This blog is designed to highlight the diversity of views and news stories on urban energy topics that appear daily in the media. They are intended to provoke discussions on how cultural, geographic, political, and institutional influences shape the way energy markets operate and energy policies are made in cities around the world.
Tuesday, September 16, 2008
PUC's green dreams fade as budget sees red
Tuesday, September 16, 2008
The murky fate of San Francisco's would-be greenest building shows that when it comes to issues like climate change, political leaders are willing to go only so far.
They happily announce new initiatives or tell people what to do. But when faced with large investments that might stimulate large-scale change, the rule of thumb is: Take a pass unless someone else picks up the tab.
At least that's the case with the headquarters the San Francisco Public Utilities Commission was all set to build in Civic Center - one short block from City Hall - a 12-story billboard of sustainable design with such innovative features as wind turbines on the roof and photovoltaic panels embedded in portions of the facade.
Despite a string of approvals last winter from the PUC and the Board of Supervisors, the proposal for 525 Golden Gate Ave. is in limbo. And if something does get built, don't look for the adventurous design features that attracted notice in the first place.
"Where we are right now is, we're reviewing whether this is an appropriate project to do with rate-payers' money," said Edward Harrington, who became general manager of the PUC in March after 17 years heading the city's chief accounting office.
So much for the big talk from the likes of Mayor Gavin Newsom, who touted 525 Golden Gate Ave. in May at a Congressional hearing on sustainable design, saying it would "lead the way" as an example of the city's quest "to demonstrate state-of-the-art green building technology."
The attention-getting elements were wind turbines not only on the roof, but in a vertical fin running up the northern face of the tower. The southern facade facing City Hall would be tattooed with photovoltaic cells.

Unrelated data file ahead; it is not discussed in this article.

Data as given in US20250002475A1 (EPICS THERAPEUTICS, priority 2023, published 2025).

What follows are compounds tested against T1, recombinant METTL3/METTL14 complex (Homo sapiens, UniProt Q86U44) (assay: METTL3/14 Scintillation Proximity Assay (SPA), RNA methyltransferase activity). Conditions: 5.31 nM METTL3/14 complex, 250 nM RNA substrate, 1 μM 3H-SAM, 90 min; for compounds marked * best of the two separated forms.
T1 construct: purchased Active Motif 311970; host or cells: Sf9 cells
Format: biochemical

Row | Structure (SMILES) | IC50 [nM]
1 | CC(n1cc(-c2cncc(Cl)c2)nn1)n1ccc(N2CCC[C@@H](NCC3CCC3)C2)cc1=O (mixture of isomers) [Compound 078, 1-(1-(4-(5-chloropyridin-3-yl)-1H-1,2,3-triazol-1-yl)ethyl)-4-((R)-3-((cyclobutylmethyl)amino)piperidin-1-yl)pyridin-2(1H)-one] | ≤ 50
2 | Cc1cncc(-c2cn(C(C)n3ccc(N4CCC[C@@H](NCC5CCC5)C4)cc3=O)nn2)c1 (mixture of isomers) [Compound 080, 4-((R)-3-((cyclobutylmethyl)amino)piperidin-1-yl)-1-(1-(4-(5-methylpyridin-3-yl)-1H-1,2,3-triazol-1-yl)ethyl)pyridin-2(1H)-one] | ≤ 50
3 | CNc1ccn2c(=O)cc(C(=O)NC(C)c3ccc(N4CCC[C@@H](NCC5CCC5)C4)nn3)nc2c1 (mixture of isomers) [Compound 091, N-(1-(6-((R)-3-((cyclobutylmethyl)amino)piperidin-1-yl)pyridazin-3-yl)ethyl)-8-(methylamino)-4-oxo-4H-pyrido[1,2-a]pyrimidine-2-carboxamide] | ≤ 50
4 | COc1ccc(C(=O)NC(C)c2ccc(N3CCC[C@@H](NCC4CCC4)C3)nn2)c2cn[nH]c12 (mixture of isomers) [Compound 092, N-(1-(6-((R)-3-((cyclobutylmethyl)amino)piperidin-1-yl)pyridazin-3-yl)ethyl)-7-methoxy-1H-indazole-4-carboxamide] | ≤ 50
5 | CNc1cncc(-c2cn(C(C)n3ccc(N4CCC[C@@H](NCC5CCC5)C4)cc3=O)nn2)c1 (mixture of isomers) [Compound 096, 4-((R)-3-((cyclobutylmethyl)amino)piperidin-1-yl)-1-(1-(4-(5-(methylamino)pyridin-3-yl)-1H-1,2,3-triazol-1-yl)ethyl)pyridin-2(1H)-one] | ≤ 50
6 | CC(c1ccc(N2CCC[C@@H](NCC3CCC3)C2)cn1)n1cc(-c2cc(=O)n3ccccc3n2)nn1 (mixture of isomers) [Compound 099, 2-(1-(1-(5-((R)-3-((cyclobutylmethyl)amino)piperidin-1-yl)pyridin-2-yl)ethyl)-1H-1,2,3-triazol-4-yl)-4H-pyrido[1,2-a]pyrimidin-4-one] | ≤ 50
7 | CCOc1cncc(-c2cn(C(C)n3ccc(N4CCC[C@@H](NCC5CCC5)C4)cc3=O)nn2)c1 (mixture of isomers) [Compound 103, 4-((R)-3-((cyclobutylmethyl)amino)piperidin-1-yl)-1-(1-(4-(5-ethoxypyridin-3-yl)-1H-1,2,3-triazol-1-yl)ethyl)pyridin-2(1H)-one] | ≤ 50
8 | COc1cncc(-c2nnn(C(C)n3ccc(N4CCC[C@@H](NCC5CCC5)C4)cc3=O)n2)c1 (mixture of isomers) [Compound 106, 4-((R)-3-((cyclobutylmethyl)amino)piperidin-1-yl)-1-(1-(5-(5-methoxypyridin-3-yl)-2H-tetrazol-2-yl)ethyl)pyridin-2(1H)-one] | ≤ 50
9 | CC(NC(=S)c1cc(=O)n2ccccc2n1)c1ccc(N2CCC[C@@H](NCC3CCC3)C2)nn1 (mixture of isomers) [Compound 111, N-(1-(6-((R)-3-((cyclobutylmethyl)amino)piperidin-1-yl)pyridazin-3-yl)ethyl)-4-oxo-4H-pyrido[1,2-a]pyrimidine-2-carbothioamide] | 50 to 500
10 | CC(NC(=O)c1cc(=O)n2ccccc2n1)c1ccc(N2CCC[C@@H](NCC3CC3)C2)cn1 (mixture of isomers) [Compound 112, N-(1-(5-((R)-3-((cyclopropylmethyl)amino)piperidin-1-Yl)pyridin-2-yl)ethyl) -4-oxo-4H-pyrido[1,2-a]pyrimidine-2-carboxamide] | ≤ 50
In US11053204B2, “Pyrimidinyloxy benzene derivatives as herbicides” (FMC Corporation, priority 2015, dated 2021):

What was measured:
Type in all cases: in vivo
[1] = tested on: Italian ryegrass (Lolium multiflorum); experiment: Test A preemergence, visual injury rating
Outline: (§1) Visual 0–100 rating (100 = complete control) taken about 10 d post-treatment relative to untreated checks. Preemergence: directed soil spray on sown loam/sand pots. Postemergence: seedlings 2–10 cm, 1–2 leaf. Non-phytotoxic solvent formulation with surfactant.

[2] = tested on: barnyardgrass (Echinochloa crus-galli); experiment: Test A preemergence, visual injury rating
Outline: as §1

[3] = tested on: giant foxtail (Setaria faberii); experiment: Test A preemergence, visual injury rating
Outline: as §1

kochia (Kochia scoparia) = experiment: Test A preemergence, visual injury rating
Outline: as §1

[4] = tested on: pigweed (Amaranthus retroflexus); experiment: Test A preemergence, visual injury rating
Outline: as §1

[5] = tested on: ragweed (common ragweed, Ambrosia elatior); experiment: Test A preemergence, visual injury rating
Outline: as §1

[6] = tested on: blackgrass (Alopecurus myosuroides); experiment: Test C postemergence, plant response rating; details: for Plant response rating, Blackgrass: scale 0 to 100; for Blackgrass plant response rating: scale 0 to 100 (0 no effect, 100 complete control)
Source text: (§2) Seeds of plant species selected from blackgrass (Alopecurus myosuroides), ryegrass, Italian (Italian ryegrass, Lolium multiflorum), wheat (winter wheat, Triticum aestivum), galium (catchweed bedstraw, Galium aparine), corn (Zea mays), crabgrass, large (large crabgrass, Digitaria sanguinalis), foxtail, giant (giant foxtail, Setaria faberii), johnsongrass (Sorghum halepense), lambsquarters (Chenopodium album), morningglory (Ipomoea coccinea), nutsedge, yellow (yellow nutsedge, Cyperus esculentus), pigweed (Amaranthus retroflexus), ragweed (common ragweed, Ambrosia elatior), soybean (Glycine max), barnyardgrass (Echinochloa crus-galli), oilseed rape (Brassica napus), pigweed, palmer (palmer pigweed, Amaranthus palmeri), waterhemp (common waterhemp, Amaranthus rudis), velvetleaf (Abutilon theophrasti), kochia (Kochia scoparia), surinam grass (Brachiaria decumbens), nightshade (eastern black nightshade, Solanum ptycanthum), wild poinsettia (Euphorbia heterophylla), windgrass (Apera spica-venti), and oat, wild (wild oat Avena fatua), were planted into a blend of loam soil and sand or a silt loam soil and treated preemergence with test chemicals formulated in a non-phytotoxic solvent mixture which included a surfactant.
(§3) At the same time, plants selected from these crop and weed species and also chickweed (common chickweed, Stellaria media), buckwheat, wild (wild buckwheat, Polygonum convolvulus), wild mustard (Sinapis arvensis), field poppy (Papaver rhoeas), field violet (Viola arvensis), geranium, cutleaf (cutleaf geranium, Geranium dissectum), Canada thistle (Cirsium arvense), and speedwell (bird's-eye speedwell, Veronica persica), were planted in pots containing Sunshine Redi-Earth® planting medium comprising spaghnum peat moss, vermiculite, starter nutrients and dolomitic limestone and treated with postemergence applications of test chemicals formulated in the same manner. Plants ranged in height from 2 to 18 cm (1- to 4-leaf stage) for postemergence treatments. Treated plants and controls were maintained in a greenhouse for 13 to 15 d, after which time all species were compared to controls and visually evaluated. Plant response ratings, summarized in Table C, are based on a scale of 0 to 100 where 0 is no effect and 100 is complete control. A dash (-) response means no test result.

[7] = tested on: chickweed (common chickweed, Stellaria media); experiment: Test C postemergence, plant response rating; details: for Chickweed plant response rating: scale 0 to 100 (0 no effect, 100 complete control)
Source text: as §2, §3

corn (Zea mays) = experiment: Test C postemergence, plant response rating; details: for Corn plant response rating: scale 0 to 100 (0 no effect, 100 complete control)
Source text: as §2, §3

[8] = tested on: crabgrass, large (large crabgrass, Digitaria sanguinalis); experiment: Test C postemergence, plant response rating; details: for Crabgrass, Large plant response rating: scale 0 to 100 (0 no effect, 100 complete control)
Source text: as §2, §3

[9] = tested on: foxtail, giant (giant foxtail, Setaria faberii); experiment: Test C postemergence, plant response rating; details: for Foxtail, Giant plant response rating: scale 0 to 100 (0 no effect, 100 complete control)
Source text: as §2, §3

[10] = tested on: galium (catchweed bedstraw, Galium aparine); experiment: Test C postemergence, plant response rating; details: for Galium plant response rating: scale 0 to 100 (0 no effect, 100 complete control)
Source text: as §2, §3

Equally important, the building would consume as few resources as possible - exactly the message a utility should send. Extensive recycling and state-of-the-art equipment would hold water use to 5 gallons per person per day, a fifth the commercial norm. The target for energy consumption was 60 percent below state conservation mandates.
The budget was high - $188 million - but structured so that funding would come from the sale of surplus properties and rental savings after the agency's scattered employees were gathered in one building.
In other words, a big investment with a big payoff. This was to be a mark of what government can do, right now, to forge prominent public buildings that are sensitive to society's long-term need to conserve energy, water and other resources.
So what changed?
Newsom directed the PUC to hire Harrington after ousting his predecessor, Susan Leal. Instead of a high-profile statement, Harrington saw a pricey palace that would be a symbolic poke in the eye if and when the agency started hiking water rates to pay for work tied to upgrades of the water-delivery system. City bureaucrats and 525 Golden Gate architect Kaplan McLaughlin Diaz came back with a streamlined design that replaced the wind turbines on the roof with conventional solar panels while stripping the facade of its photovoltaic cells.
Out went the idea of a building serving as a laboratory for products that might eventually enter the mainstream. The focus was the bottom line.
Friday, Harrington said the end result might be a more modest green-tinted PUC building rising at the corner of Golden Gate Avenue and Polk Street. Or, the agency could purchase an existing structure and give it a green do-over.
But if these moves make sense from a budgetary perspective, they sacrifice the chance to create a genuinely innovative model of how cities can become more environmentally sustainable.
Compare this saga with another addition to the local landscape - one that actually exists.
The California Academy of Sciences will open Sept. 27 as perhaps the greenest large building in the nation, designed with expectations of a Platinum rating from the U.S. Green Building Council. Head-turning details include a 2.5 acre "living roof" that will blossom year-round, thanks to a mix of nine native plant species.
At the Congressional hearing where Newsom talked about the PUC headquarters, he lauded the Academy as a city project that "will set a new standard of sustainable architectural design."
He's right: Even before it opens, the Academy has attracted international attention. Once you've stood on the roof amid this undulating meadow, you'll never look at a bare roof the same way again. You'll wonder why it's not being put to use as habitat, as water treatment, as an extra dimension to urban life.
But that roof is expensive, as are many of the other green flourishes. Private donors provided all but $152 million of the $488 million budget.
Rich people pay the bills; politicians take the bows.
The buildings that we erect speak volumes about our priorities. That's why the original idea of 525 Golden Gate was so exciting.
Yes, individuals need to recycle and turn off lights and leave the car at home as much as possible. But government must set an example as well. Sometimes it needs to lead by doing - and building. In a big way.